Tecfidera Approved for the Long-Term Treatment of MS
The United States Food and Drug Administration (FDA) announced on March 27, 2013 that it has approved Tecfidera (dimethyl fumarate or DMF, formerly known as BG-12) as a first-line therapy for the long-term treatment of relapsing forms of multiple sclerosis (MS). Tecfidera’s parent company, Biogen Idec, submitted a New Drug Application (NDA) to the FDA for the approval of this drug in February 2012. (Read the FDA’s press release on the approval of Tecfidera.)
Tecfidera is the 10th drug to be approved as a disease-modifying therapy (DMT) for the long-term treatment of MS. Tecfidera is administered in pill form orally (by mouth) and is the third oral DMT approved for MS. The approved dosage is 240 mg to be taken two-times daily. The previous oral medications were approved in 2010 (Gilenya®) and in 2012 (Aubagio®). Five other DMTs for MS are taken via self-injection – the first of which was approved in 1993; the remaining two DMTs are administered via intravenous injection. While none of these treatments can cure MS, they all have been shown to be effective in reducing the number and severity of relapses (disease flare-ups), slow disease activity (in terms of fewer and less-active lesions in the brain), and in some instances, slow disease progression.
MSAA Chief Medical Officer Dr. Jack Burks explains, “With the FDA approval of Tecfidera, a pill taken twice daily, another first-line oral treatment option for people with relapsing forms of MS becomes available. The combination of robust effectiveness data with only transient side effects consisting mainly of flushing and gastrointestinal symptoms adds another valuable treatment option for patients and doctors to discuss. The future for individuals with MS is brighter than ever, and this is true not only for those with relapsing forms of MS, but for others also. Encouraging drug trials are currently underway in an effort to provide treatment options for the entire MS community, including those with non-relapsing, progressive forms of the disease.”
Mechanisms of Action – How Tecfidera Works
Tecfidera is related to a medication called Fumaderm®, which was previously shown to be effective in patients with psoriasis and used for this indication in Germany for many years. The mechanism of action in MS is still under investigation; however, Tecfidera may have a distinct dual mechanism of action.
First, it is an immunomodulator, modulating or affecting how the immune system functions. It exhibits anti-inflammatory properties, which is an important component in the effective treatment of relapsing forms of MS. This induces anti-inflammatory cytokines (small proteins that may stimulate or inhibit the function of other cells) and appears to suppress damaging macrophage cell activity. Macrophages are a type of white blood cell that can damage both the protective covering (myelin) to the nerves of the central nervous system (those of the brain, spinal cord, and optic nerves) and can also damage the nerves themselves.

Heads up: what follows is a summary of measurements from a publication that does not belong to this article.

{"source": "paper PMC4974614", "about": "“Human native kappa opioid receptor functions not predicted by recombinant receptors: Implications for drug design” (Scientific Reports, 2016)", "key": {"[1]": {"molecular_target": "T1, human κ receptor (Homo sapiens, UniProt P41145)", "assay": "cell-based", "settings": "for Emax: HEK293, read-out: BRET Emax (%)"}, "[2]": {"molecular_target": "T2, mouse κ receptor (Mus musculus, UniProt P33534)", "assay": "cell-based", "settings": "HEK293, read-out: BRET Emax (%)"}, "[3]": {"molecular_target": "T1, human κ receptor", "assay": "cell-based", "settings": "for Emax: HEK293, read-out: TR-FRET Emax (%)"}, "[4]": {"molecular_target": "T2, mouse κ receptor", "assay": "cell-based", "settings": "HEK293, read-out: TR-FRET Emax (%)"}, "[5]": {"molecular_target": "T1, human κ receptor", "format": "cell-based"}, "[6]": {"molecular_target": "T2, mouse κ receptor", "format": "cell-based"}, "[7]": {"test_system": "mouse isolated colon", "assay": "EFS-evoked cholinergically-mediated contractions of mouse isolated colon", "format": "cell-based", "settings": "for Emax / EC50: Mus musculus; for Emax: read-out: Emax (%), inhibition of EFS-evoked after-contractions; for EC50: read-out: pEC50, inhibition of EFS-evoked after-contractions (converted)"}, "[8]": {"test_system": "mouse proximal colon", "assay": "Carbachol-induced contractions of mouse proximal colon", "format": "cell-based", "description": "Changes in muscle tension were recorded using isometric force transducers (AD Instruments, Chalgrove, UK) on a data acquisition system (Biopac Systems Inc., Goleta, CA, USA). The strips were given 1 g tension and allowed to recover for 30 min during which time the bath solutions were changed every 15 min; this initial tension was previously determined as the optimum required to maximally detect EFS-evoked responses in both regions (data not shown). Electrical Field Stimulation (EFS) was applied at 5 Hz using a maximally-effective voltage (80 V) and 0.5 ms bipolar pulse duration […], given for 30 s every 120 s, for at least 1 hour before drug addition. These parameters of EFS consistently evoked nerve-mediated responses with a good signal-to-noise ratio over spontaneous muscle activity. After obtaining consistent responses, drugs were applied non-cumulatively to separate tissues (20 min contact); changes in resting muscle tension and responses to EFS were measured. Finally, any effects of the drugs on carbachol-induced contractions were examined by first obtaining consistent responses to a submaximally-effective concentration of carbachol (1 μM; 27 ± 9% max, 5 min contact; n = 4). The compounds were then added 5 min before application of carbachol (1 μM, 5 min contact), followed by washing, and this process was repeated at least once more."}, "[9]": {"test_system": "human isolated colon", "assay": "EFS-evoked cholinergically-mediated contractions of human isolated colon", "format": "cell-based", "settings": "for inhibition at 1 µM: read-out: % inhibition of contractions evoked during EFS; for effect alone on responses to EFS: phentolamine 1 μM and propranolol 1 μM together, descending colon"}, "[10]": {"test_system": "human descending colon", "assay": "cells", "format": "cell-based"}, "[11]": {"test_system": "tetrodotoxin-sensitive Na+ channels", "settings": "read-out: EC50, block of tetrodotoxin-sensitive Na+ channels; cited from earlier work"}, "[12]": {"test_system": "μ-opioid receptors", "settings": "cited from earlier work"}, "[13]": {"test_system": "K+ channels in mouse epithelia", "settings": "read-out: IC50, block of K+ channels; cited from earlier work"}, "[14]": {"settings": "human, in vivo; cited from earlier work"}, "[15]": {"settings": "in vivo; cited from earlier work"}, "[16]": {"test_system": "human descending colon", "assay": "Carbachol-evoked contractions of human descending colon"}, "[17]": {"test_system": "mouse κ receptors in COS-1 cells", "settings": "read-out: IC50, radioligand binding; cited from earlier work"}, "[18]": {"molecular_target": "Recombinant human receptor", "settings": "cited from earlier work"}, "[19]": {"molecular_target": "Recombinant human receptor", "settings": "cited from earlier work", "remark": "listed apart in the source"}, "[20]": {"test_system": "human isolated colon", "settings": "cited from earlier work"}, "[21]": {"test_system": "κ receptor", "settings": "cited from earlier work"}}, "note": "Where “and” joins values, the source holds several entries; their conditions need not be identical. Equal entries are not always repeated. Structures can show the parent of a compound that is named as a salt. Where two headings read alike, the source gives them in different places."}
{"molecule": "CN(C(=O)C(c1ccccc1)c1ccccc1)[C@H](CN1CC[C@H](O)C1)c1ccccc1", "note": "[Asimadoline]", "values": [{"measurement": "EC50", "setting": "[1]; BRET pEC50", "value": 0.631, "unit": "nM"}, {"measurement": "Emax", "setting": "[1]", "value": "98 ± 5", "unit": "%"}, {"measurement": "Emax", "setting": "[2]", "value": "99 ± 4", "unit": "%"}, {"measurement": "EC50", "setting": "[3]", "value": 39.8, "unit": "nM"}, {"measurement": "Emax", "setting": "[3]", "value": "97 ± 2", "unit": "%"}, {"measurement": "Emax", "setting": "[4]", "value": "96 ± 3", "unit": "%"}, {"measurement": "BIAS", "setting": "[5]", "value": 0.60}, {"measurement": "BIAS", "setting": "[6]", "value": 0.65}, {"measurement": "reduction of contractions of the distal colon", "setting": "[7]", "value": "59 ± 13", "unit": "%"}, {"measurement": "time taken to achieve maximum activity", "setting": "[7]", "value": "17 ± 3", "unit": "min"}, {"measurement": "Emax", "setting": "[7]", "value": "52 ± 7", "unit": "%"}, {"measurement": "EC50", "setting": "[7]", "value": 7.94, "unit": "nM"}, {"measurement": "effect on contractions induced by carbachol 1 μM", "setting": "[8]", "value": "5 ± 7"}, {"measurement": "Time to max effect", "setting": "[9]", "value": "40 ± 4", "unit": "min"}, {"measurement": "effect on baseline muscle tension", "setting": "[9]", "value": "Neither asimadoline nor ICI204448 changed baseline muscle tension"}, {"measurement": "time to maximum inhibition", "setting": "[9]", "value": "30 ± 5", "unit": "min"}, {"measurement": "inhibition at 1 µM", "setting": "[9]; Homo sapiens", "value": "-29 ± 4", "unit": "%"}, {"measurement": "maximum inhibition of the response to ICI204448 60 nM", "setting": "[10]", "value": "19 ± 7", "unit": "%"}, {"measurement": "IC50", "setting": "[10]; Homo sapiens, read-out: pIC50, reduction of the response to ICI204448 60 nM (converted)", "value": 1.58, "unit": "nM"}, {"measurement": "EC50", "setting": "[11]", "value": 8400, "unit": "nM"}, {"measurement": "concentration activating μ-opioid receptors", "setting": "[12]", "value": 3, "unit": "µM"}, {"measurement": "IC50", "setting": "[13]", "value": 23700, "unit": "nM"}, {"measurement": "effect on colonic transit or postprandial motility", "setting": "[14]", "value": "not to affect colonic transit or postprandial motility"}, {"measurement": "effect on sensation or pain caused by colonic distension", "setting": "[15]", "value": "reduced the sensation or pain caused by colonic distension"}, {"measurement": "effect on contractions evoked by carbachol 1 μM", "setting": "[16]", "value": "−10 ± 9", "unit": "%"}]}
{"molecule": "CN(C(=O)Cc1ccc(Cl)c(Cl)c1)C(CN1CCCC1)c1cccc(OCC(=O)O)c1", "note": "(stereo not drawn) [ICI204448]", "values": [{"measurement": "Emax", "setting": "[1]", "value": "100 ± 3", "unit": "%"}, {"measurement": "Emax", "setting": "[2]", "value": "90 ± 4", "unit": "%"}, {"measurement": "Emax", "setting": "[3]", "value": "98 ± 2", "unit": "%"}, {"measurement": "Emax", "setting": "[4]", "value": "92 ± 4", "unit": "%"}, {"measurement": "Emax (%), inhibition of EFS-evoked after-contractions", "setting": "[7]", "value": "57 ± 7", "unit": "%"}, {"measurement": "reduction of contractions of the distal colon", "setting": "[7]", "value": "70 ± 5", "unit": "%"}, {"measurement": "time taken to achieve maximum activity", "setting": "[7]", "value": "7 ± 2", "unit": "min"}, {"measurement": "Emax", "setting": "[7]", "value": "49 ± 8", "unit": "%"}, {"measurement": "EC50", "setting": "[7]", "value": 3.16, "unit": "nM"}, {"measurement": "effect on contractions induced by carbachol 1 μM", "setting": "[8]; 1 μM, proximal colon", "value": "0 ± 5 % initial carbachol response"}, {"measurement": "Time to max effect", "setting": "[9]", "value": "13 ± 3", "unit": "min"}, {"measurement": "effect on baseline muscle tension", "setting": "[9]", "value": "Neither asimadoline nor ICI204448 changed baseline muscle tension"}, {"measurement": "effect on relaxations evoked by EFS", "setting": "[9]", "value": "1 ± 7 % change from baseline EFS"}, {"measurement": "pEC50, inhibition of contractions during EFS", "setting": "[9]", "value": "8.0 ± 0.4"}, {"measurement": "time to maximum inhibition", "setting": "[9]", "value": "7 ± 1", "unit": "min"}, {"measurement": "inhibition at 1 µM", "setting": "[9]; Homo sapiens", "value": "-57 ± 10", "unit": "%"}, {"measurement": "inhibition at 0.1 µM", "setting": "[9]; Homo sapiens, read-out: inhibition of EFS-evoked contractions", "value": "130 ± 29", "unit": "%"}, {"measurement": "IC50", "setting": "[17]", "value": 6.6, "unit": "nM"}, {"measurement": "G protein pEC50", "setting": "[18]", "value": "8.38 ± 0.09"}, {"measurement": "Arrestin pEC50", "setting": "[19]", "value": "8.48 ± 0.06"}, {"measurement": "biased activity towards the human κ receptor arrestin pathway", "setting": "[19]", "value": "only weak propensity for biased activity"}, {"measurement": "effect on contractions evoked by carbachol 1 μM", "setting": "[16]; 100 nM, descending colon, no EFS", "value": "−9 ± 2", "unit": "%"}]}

Second, Tecfidera may have neuroprotective effects, potentially protecting the nerves and their myelin covering from damage. This is due to its activation of a substance that is critical for resistance to cellular damage (from what is termed “oxidative stress”), and is also critical for normal immune function.
Completed Studies with Tecfidera
Two large Phase III trials were conducted with Tecfidera; both showed positive outcomes. The Phase III DEFINE study, which compared two doses of Tecfidera against placebo in 1,200 patients, was completed in February 2011. The Phase III CONFIRM study, which enrolled 1,232 patients, tested two dose levels against placebo, and also compared Copaxone against the same placebo group; the study was completed in September 2011.
The Phase III DEFINE study was a multicenter, double-blind trial of Tecfidera. In this study, 240 mg of Tecfidera was given either twice or three times daily versus placebo for two years. The study met its primary endpoint with a 49 to 50-percent reduction in the proportion of patients who relapsed during the study period. One of the secondary clinical endpoints was confirmed disability progression. Each of the two Tecfidera doses reduced the risk of sustained disability progression (for at least 12 weeks) by 34 to 38 percent.